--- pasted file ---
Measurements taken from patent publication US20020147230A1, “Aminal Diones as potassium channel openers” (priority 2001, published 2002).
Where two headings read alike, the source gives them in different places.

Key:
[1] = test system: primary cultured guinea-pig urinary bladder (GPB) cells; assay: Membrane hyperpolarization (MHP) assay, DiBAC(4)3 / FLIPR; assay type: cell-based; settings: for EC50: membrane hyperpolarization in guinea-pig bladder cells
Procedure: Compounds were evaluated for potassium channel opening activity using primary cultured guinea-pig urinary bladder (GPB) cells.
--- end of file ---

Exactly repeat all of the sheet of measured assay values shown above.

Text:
Measurements taken from patent publication US20020147230A1, “Aminal Diones as potassium channel openers” (priority 2001, published 2002).
Where two headings read alike, the source gives them in different places.

Key:
[1] = test system: primary cultured guinea-pig urinary bladder (GPB) cells; assay: Membrane hyperpolarization (MHP) assay, DiBAC(4)3 / FLIPR; assay type: cell-based; settings: for EC50: membrane hyperpolarization in guinea-pig bladder cells
Procedure: Compounds were evaluated for potassium channel opening activity using primary cultured guinea-pig urinary bladder (GPB) cells.